Stem cell banking fraud?

I vividly recall wading through the plethora of advertisements preying on every expectant parent’s worst fears: stem cell banking.  It’s wildly expensive, and very unproven though each company trots out examples of kids saved by the technology.  In the end, we decided to forgo it, though I worried it was a mistake for a long while afterward.

Now American Scientists warn of fraud of stem cell banks.

But Irving Weissman, director of the Institute of Stem Cell Biology and Regenerative Medicine at Stanford University in California, said the well-meaning parents were being fleeced by the stem cell bankers.

“Umbilical cords contain blood-forming stem cells at a level that would maintain the blood-forming capacity of a very young child,” Weissman told reporters at the annual meeting of the American Association for the Advancement of Science (AAAS).

“They could also have derived mesenchymal cells — fiberglass-like cells that have a very limited capacity to make scar, bone, fat — but they don’t make brain, they don’t make blood, they don’t make heart, they don’t make skeletal muscle, despite what various people claim,” he said.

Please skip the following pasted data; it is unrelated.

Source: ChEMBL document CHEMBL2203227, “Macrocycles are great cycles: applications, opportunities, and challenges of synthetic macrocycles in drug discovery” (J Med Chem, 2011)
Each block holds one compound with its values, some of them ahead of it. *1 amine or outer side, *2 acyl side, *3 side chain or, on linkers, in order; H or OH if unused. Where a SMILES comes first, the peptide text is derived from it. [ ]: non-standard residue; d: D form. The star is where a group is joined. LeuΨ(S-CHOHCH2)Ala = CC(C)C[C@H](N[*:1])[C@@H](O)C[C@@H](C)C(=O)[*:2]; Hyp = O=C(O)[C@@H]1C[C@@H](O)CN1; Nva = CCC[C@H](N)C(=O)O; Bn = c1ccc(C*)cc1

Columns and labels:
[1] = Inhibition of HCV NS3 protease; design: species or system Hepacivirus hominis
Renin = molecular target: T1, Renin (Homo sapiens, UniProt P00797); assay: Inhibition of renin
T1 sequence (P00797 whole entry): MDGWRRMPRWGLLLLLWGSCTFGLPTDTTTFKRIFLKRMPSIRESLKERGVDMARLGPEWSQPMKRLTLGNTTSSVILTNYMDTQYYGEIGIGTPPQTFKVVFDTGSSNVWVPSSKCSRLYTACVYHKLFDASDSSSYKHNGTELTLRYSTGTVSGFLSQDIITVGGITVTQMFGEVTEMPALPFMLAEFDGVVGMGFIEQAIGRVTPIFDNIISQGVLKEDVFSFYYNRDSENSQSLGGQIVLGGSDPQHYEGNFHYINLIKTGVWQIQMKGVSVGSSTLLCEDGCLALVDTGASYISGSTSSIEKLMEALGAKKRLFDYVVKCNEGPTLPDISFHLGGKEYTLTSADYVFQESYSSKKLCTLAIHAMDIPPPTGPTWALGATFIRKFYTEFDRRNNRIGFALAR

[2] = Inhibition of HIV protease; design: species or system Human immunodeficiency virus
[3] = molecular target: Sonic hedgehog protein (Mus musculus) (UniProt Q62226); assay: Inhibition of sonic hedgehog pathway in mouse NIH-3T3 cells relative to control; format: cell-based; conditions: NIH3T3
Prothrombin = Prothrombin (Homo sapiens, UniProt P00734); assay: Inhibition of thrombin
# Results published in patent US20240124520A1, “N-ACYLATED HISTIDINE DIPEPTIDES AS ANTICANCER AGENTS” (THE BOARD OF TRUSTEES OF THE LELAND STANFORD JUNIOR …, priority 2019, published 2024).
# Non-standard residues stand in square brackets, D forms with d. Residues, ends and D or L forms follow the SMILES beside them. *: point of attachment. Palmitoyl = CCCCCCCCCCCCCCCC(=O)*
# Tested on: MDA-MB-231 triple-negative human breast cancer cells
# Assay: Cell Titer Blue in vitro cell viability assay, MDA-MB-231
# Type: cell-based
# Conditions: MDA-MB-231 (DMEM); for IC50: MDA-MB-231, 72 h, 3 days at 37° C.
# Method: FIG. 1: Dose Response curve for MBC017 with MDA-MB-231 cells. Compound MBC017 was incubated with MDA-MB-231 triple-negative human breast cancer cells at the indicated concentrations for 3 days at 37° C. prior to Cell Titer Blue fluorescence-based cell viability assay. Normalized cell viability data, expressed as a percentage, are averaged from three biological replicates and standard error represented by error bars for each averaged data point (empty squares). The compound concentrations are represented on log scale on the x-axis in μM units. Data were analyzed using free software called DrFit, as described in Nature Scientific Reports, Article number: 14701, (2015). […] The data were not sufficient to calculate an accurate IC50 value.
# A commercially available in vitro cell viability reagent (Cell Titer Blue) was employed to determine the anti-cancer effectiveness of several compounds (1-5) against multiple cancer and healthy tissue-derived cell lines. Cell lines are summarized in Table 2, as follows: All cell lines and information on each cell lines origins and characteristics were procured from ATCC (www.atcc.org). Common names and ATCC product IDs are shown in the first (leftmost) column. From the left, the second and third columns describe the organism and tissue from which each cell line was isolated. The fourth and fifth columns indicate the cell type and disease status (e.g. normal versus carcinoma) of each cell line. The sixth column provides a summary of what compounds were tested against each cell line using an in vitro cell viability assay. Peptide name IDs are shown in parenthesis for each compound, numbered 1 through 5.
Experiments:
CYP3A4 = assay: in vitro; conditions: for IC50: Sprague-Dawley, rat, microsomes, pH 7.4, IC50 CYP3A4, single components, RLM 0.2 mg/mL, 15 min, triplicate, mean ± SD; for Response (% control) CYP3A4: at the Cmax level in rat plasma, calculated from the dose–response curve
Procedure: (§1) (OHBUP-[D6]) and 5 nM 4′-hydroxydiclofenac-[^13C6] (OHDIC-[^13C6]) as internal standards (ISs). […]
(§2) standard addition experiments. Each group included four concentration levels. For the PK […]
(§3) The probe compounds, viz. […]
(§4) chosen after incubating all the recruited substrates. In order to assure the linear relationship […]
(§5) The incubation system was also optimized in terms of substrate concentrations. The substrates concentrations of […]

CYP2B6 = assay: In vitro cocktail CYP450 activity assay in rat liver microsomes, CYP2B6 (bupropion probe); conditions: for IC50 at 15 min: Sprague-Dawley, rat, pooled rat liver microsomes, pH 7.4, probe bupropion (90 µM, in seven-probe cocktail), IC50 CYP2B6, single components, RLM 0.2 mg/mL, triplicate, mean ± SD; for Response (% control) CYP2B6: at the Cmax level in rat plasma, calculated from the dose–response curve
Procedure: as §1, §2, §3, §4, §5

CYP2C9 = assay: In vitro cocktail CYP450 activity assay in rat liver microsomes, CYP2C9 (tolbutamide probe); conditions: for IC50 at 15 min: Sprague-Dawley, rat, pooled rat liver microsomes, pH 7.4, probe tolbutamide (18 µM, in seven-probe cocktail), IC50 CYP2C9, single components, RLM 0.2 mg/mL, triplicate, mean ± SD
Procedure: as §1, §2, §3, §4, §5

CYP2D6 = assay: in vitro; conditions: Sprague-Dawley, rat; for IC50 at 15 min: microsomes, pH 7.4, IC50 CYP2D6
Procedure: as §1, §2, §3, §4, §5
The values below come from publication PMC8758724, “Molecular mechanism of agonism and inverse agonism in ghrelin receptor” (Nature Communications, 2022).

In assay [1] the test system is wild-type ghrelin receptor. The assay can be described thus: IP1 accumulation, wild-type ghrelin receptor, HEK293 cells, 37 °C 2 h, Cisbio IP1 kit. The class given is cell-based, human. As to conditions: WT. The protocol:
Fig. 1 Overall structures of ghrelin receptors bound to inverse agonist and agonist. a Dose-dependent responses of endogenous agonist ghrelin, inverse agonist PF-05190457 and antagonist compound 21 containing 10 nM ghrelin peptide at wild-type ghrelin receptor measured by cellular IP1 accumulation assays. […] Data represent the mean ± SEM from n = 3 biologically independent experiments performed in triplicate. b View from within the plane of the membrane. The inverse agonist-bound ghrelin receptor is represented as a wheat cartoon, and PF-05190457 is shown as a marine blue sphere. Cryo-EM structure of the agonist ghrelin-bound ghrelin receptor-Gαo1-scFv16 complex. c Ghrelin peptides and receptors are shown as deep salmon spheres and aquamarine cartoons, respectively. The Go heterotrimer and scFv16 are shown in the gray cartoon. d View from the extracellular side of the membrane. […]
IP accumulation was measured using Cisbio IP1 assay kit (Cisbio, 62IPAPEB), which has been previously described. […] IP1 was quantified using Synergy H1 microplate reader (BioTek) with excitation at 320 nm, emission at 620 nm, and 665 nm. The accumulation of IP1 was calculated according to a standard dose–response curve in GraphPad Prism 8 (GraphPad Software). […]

Weissman said these “unproven stem cell therapeutic clinicians” tend to set up shop in countries with poor medical regulations, but AFP found websites for umbilical cord stem cell banks in European Union member states and in the United States.

“They do the therapies, then they let the patients go on their own, short of maybe 50-150,000 dollars for a therapy that has no chance — taken away from a family that needs them when they have an incurable disease,” Weissman said.

“It is wrong.”

I think I hear a faint “I told you so” in the staccato rhythm of darling pjHusband’s snores.  Good thing he’s sleeping. ; )

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